Posted on April 14, 2018

In early April 2017, Qatar lifted a moratorium on the development of the North Field, the world’s largest non-associated gas reservoir. The moratorium had been in place since 2005 and its removal clears the way for an increase in production and export of liquefied natural gas (LNG).

In July 2017, Qatar announced a new development from the North Field would produce 23m tons per year by 2024; an increase of 30% from current total LNG production levels to about 100m tons per year, thus cementing Qatar’s position as the leading LNG producer. The lifting of the moratorium might be motivated by the dynamics in the global LNG market over the next decade. The decision was taken after extensive studies to assess the North Field reservoir to better understand the fields production potential. A wave of new LNG supply is expected up to 2020 but little confirmed new projects beyond then.

Global LNG markets are expected to be oversupplied until 2022 with capacity utilization expected to be in the range of 81-88% on average between 2019-22, but become undersupplied thereafter. New LNG supply is expected up to 2020 mainly from the US and Australia, boosting global production by up to 96.5 mmtpa (million metric tons per annum) - or about 30% compared to the 2017 level. However, around 2024, the market is expected to tighten with supply broadly flat as few new LNG projects (which take 5-7 years to complete) have been given the green light since the sharp decline of prices in 2014. At the same time, according Bloomberg New Energy Finance, global demand is expected to grow by a compound annual growth rate of about 5% over the period 2023-30 as domestic production in Europe and South East Asia declines, and the demand for clean energy in economies such as China gathers pace.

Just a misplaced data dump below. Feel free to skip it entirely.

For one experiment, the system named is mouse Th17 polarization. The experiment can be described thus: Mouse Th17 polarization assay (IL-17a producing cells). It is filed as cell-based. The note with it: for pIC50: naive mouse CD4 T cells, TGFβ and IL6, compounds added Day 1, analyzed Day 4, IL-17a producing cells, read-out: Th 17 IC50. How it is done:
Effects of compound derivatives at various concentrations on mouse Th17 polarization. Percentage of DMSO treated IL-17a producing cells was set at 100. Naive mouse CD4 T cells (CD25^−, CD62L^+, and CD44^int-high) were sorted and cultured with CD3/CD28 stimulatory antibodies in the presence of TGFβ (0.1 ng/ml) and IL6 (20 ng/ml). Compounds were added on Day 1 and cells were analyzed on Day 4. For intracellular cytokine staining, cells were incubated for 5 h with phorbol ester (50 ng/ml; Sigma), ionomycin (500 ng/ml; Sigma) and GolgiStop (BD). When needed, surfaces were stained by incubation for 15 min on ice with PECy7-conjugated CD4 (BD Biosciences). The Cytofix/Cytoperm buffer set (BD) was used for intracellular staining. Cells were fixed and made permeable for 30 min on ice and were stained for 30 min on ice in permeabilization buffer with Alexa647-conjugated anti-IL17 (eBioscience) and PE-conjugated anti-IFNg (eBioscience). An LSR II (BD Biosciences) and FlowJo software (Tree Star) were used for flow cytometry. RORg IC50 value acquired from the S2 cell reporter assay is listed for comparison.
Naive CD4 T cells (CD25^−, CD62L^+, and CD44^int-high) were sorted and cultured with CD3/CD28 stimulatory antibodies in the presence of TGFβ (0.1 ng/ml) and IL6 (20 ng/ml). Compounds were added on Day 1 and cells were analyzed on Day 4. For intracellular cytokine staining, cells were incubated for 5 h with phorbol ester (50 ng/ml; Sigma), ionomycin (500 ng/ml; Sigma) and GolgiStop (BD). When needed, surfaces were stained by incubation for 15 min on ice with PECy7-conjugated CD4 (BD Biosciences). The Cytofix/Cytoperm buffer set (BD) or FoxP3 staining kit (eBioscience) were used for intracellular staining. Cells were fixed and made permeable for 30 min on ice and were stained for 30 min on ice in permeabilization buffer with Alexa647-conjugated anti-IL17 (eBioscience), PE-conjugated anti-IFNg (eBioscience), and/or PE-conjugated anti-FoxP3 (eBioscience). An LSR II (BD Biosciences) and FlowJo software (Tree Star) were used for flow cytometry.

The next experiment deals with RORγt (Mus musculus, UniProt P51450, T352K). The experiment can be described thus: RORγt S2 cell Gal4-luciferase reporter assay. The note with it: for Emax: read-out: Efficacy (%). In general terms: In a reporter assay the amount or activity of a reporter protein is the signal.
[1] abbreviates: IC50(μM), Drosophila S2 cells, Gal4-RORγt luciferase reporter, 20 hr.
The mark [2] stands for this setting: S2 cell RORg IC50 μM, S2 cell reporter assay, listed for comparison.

Nonetheless, there are a number of potential projects waiting on the side-lines. According to Bloomberg New Energy Finance, about 362 mmtpa additional capacity at the pre-FID (final investment decision) stage has some chance of coming online before 2030. Japan LNG spot import prices have risen from a low of USD4 per million British thermal units (mbtu) in mid- 2016 to an average of USD10 for the first three months of 2018. Qatar is the world’s lowest cost major producer of LNG (see below), which could deter some entrants. Nonetheless, if prices continue to rise, it could increase the likelihood that producers can achieve agreements for long-term sales contracts at prices above the breakeven level for new projects.

Hence, now is a good time for Qatar to step back into the market to deter new investments elsewhere given its comparative advantages. First, Qatar already has existing infrastructure and LNG facilities that could help keep costs down. The total cost of new production is estimated to be USD2-5 per mbtu, below the level at which other potential new projects are viable. Second, as the world’s largest producer, Qatar already has the reputation for reliability and the relationships to agree long-term supply agreements with importers.

Qatar’s decision to lift the moratorium came as a surprise to markets. After 12 years with little word on when it would likely be lifted, many had begun to assume that it could remain in place indefinitely. However, the decision to lift the moratorium could help cement Qatar’s position as the leading global LNG exporter. It will also help to boost growth and national income when production comes on stream, probably just after the World Cup in 2022.